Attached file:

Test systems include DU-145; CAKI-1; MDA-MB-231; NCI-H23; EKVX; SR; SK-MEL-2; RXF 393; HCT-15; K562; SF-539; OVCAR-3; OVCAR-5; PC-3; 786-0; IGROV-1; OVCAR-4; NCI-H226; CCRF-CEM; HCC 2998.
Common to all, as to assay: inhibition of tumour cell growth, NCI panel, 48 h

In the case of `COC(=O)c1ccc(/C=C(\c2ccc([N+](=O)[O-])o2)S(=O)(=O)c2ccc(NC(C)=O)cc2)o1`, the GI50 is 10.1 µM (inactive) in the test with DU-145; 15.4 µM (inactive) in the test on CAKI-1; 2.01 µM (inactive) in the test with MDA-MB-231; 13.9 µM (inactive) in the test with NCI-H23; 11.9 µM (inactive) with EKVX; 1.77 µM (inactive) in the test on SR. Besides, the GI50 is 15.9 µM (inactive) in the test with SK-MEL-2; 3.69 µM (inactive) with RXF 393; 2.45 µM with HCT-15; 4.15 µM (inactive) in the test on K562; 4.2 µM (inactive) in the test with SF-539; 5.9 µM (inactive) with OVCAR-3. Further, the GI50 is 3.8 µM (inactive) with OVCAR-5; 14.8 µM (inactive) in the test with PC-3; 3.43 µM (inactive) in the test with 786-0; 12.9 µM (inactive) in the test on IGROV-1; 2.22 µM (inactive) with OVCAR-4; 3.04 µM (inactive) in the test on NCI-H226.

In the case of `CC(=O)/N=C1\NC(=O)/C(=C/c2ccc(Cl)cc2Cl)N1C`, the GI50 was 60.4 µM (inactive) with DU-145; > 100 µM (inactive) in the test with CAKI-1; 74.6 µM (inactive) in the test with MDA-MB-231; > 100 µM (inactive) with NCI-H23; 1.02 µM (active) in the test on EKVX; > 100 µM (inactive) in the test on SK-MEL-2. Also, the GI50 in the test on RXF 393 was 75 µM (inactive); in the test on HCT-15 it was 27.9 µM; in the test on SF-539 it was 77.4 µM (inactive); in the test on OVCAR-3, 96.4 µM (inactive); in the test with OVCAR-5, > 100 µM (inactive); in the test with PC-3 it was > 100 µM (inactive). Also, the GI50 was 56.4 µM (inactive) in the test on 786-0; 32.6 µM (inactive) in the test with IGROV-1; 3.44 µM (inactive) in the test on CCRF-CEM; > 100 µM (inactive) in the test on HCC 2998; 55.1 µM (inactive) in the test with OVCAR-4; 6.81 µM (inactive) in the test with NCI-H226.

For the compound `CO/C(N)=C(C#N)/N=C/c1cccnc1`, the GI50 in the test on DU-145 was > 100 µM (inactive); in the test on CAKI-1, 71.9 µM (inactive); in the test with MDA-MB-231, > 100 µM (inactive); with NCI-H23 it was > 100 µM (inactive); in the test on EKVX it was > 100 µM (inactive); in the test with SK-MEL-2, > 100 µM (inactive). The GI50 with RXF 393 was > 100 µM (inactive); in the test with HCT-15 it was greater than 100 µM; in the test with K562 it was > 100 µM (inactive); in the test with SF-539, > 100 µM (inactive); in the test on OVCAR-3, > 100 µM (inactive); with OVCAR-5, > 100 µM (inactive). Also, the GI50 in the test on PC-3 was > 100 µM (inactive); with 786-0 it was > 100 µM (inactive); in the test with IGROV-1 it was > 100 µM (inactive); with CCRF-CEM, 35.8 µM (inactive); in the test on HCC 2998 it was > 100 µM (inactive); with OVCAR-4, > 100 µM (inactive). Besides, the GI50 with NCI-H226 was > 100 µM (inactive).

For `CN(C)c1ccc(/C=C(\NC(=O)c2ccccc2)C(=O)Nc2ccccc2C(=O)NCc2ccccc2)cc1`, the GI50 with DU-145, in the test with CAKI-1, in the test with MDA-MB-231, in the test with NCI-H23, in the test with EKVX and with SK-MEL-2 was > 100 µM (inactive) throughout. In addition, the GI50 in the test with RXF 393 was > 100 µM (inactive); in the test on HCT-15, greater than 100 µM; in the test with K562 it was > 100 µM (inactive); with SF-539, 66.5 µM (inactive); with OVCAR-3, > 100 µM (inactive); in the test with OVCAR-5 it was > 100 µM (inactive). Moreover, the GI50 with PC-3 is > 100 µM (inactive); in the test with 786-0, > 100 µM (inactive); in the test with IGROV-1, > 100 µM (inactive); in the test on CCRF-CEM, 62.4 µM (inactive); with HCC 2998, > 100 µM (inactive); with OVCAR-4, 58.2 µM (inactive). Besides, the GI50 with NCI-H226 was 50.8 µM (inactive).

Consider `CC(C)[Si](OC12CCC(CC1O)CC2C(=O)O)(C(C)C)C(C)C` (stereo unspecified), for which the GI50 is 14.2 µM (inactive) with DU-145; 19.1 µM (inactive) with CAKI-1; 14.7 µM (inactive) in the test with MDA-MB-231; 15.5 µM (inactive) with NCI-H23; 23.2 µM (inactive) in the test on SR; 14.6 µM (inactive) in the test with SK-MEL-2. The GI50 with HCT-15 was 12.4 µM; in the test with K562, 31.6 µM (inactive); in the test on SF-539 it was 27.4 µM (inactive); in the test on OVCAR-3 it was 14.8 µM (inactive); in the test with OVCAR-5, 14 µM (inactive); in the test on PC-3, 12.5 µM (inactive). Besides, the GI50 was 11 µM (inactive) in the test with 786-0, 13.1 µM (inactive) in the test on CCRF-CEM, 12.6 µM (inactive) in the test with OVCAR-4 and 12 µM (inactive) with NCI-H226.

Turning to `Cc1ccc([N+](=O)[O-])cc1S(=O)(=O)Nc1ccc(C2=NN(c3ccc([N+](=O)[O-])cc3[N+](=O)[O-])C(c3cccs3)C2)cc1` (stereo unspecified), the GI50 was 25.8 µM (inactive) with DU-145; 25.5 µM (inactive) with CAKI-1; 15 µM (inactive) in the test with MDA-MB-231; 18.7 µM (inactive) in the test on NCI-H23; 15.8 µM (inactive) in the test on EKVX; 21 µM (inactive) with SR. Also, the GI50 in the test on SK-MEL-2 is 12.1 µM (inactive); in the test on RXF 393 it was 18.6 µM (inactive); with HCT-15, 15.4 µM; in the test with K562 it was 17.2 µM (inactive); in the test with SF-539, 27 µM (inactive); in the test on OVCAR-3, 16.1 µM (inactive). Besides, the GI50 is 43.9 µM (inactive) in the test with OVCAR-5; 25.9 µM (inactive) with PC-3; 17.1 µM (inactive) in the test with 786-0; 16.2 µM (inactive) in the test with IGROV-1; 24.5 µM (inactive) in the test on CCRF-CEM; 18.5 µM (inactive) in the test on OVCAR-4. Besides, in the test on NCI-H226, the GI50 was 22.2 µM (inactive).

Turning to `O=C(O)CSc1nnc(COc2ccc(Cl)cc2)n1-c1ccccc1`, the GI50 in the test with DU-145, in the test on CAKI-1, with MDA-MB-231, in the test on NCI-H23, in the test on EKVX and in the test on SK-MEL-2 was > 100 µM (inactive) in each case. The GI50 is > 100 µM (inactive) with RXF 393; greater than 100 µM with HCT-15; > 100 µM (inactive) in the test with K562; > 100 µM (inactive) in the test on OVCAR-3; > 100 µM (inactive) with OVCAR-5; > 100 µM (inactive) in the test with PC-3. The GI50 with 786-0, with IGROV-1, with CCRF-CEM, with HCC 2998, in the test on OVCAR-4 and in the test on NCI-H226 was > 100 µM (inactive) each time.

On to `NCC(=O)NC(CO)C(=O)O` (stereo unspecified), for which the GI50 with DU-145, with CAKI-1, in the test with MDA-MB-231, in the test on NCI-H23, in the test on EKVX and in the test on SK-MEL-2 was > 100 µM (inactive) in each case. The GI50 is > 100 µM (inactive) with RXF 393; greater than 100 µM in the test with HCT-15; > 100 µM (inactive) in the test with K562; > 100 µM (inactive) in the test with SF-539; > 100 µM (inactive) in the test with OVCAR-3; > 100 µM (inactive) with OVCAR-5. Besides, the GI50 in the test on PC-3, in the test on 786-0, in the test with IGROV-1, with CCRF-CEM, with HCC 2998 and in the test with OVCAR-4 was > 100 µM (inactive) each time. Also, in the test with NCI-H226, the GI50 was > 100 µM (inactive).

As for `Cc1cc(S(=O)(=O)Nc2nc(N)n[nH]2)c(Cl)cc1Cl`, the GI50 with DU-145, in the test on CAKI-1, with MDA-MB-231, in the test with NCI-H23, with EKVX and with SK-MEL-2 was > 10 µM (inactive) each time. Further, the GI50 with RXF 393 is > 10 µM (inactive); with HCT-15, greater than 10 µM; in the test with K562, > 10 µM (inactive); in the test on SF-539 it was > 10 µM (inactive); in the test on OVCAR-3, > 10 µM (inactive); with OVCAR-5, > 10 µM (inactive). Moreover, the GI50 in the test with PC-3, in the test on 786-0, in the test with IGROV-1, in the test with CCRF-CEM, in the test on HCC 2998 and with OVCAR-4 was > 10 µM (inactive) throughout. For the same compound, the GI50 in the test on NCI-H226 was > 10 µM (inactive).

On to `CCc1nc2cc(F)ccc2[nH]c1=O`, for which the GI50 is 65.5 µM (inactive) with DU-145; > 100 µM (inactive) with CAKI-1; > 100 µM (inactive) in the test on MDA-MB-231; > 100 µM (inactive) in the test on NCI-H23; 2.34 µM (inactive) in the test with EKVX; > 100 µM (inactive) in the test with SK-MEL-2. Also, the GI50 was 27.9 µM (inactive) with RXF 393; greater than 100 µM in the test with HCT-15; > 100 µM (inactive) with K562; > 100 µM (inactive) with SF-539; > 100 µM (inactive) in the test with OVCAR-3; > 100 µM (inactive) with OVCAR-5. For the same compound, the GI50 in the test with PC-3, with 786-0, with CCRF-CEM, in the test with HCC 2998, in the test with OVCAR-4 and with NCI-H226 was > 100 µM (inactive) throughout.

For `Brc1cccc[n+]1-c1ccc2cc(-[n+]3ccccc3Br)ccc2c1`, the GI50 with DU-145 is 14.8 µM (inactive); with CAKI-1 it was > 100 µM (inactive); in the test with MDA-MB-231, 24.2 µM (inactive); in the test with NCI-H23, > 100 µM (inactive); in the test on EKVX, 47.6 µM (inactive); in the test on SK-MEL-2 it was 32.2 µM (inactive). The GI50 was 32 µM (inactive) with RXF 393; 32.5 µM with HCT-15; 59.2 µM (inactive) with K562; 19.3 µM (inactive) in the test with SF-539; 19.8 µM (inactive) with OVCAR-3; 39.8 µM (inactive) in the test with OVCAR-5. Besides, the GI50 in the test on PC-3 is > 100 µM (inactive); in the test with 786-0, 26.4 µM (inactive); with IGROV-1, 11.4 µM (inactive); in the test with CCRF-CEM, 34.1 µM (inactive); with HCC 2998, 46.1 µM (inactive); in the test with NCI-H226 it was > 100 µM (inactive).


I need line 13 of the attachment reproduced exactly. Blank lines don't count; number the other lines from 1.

For `Brc1cccc[n+]1-c1ccc2cc(-[n+]3ccccc3Br)ccc2c1`, the GI50 with DU-145 is 14.8 µM (inactive); with CAKI-1 it was > 100 µM (inactive); in the test with MDA-MB-231, 24.2 µM (inactive); in the test with NCI-H23, > 100 µM (inactive); in the test on EKVX, 47.6 µM (inactive); in the test on SK-MEL-2 it was 32.2 µM (inactive). The GI50 was 32 µM (inactive) with RXF 393; 32.5 µM with HCT-15; 59.2 µM (inactive) with K562; 19.3 µM (inactive) in the test with SF-539; 19.8 µM (inactive) with OVCAR-3; 39.8 µM (inactive) in the test with OVCAR-5. Besides, the GI50 in the test on PC-3 is > 100 µM (inactive); in the test with 786-0, 26.4 µM (inactive); with IGROV-1, 11.4 µM (inactive); in the test with CCRF-CEM, 34.1 µM (inactive); with HCC 2998, 46.1 µM (inactive); in the test with NCI-H226 it was > 100 µM (inactive).